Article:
Remember, this is theoretical universe circa 2005, I remind him. My second year of college is winding to a close, and I’ve spent all of life post-high school being bounced between men who couldn’t honestly be labeled bad boyfriends, as none would commit to the title. Terrible fuckbuddies, one after the other. I was furious not as much with men as I was myself. What was my defect? What was I doing wrong, over and over again? This is the parallel existence where I never messaged Matt back on Match.com for a date, the reality where I went shopping that Sunday instead. “I was so sick of bad dates with men by the time I met Matt, that was it,” I said. I wasn’t settling, I just knew right away, as ridiculous as it sounded, that he was the One. The second date, the night we slept together, I watched him sleep on the other side of my extra-long twin dorm bed and thought, I’m going to watch that face sleep for the rest of my life. I banked on the kind man, the smart man, the man who could love me back. Besides, it was time to cash out and grow up—I wasn’t getting any younger.
I was twenty.
I’ve never regretted being with Matt; only that I wasn’t with myself longer first.
Even though I was through with dating, I’d learned in my short adult life that I had no aversion to women; in fact, when compared to my memories of the awkward, sour kisses I shared with guys in the college dating cesspool, the ones I remember with girls were more pleasant in every way. No bong breath, no scratchy stubble, no violent tongue rape. Strawberry lip gloss, mint and Smirnoff, all softness and moisturizer.
Sam loves to cook, Christian and I decided. But she loves to cook in that fanatical hands-on kind of way, like she wants to learn how to butcher a wild boar and cure pancetta in the cellar. “So you share the same interests, but in a different way,” said Christian. “That’s good.”
She also reads, though she’s more of a fiction lover. She makes fun of me writing “misery lit” memoir (“what are you writing, A Girl Called Shit?”), and takes delight in riling me with her Kindle. “Sure would be nice to have some room in the office if you’d clean out your archaic artifact shelf,” she teases, and I remind her that Nick Flynn will never sign her Kindle, and when the apocalypse hits and her battery dies I’ll be the one cackling in her face. I read her third drafts of my pieces—out loud, in designated “safe space” with the fireplace going and the cats piled together, and she makes compliment sandwiches and after she’s given all of the feedback she can she runs me a bath to let the conversation “marinate.” She coordinates the Powell’s calendar with our date nights and makes dinner reservations around our favorite events. With Sam, I don’t wonder if I’ll have to go places alone. She’s there, and I don’t even have to ask. In alternate Sam universe, I actually got to see Fiona Apple play at the Roseland. I didn’t have to sell my tickets on Craigslist when real-life Matt put his foot down.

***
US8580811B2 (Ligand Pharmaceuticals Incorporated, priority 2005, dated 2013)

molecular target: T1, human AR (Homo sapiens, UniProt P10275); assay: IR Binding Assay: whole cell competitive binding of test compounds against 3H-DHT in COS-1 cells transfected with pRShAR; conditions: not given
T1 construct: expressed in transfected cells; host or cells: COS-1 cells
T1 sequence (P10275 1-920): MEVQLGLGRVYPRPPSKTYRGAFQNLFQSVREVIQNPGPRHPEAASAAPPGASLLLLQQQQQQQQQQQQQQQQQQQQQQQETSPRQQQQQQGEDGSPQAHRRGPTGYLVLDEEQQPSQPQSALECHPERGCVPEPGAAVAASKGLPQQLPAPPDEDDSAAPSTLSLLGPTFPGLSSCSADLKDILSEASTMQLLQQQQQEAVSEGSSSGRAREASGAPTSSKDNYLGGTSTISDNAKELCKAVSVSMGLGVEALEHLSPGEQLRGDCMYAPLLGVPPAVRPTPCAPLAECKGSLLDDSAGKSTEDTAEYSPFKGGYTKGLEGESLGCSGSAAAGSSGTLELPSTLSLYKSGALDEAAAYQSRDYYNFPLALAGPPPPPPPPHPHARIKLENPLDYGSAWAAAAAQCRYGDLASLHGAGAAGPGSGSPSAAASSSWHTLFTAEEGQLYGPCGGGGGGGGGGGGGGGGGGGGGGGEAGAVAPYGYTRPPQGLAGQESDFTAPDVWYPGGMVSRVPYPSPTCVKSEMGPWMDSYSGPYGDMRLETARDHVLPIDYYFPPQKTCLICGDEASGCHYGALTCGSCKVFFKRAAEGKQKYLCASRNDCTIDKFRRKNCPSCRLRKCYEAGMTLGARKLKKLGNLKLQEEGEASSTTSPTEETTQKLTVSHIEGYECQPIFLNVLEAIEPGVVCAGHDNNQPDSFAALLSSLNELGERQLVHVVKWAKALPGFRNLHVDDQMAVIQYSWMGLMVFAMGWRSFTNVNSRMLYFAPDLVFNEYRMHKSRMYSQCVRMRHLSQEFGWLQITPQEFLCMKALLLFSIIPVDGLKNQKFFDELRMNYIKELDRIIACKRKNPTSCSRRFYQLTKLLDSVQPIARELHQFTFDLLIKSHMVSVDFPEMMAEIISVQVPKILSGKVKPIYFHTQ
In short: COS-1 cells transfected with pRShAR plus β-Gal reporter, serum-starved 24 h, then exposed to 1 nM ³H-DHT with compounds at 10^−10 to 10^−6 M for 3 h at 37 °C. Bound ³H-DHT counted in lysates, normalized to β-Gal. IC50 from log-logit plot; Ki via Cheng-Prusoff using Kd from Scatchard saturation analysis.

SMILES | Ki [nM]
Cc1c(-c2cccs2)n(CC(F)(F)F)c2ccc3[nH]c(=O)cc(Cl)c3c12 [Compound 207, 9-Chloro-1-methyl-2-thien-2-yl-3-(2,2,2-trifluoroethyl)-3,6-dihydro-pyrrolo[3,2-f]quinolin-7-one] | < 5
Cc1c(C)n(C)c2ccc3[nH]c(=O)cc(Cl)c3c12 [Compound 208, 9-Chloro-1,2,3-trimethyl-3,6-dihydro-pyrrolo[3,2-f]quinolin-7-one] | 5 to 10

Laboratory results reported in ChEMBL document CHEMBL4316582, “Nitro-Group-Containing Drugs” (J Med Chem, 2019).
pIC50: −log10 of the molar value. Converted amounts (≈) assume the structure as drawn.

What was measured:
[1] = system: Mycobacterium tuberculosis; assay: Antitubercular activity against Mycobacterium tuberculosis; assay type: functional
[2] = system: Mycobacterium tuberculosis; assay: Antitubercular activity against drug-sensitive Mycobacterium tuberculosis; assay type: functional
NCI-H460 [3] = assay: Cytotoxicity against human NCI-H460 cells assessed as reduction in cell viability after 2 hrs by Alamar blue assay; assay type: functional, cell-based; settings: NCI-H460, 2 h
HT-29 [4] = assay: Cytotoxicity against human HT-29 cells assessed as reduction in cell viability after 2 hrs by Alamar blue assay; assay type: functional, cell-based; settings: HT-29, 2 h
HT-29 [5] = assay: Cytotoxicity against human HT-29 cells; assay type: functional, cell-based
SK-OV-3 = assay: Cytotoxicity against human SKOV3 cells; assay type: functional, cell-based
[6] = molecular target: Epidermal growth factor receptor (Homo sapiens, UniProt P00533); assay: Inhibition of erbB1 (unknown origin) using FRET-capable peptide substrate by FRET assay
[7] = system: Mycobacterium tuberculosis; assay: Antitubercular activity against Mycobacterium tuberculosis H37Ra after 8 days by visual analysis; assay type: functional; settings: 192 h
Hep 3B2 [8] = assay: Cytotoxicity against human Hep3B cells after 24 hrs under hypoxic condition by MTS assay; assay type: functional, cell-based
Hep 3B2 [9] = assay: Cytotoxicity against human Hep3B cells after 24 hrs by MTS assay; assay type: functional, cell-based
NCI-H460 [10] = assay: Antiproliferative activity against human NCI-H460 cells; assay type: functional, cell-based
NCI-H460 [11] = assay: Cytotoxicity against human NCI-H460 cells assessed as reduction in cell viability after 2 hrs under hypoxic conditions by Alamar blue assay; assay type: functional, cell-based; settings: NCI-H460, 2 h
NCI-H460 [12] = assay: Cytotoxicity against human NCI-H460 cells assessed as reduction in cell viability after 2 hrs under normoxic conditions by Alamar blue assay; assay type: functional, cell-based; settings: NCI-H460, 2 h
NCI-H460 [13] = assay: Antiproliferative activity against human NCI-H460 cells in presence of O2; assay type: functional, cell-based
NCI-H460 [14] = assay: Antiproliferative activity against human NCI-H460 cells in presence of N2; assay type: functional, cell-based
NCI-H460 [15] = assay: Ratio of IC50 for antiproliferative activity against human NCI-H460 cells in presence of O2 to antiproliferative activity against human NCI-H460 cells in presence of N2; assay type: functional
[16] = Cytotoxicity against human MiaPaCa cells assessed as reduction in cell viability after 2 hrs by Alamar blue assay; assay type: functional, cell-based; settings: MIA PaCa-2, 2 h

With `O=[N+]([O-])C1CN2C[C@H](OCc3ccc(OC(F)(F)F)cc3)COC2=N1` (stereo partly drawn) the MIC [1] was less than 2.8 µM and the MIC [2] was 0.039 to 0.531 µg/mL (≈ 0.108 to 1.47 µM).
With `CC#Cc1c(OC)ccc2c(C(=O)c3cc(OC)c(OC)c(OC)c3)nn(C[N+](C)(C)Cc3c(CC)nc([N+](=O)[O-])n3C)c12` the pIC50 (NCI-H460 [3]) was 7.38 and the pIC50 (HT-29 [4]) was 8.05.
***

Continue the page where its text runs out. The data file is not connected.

“I’m not going to spend all night in shitty downtown Portland listening to garbage with a bunch of angry chicks,” he said. Despite the fact that Fiona had set down the soundtrack to my adolescence, that I listened to “Paper Bag” so many times I’ll be humming it from the grave, and even though Apple tours about as often as Harper Lee decided to pen a follow-up, his aversion won. I was too scared of sketchy Old Town to brave the concert alone. I met my ticket buyer at the Lloyd Center Nordstrom’s, and when the envelope passed into her hands she looked at me as though I had slipped her the reins to her dream pony.
“My girlfriend is going to be so excited,” she said, hugging the paper to her chest. “She loves Fiona Apple.” I wondered what it must be like, loving the same threads of life together.
This is the scab I don’t stop picking, the fissure between us that trips the life I otherwise adore. A small world is enough for Matt: house, Netflix, garbage ziti. I am greedy; I lust after the city, the memories, the experience of being somewhere in a there. I go to readings, shows, new bars alone. He doesn’t chase after. “See you when you get home,” he says. I come back to the missing half and feel that I’ve left some untraceable part of myself behind, the absence between us unable to balance. I’m getting older and the drive to adventure has waned. I feel like I’ve sanctioned a part of my core to die.
And it is such a petty, awful thing to hold against someone whose crime is holding “you’re the only one that I need” as a truth. In a life with a man who cheers me on my best days and reaches out on my worst while I snap and recoil, begrudging you don’t like to do stuff with me sounds and feels and is appalling.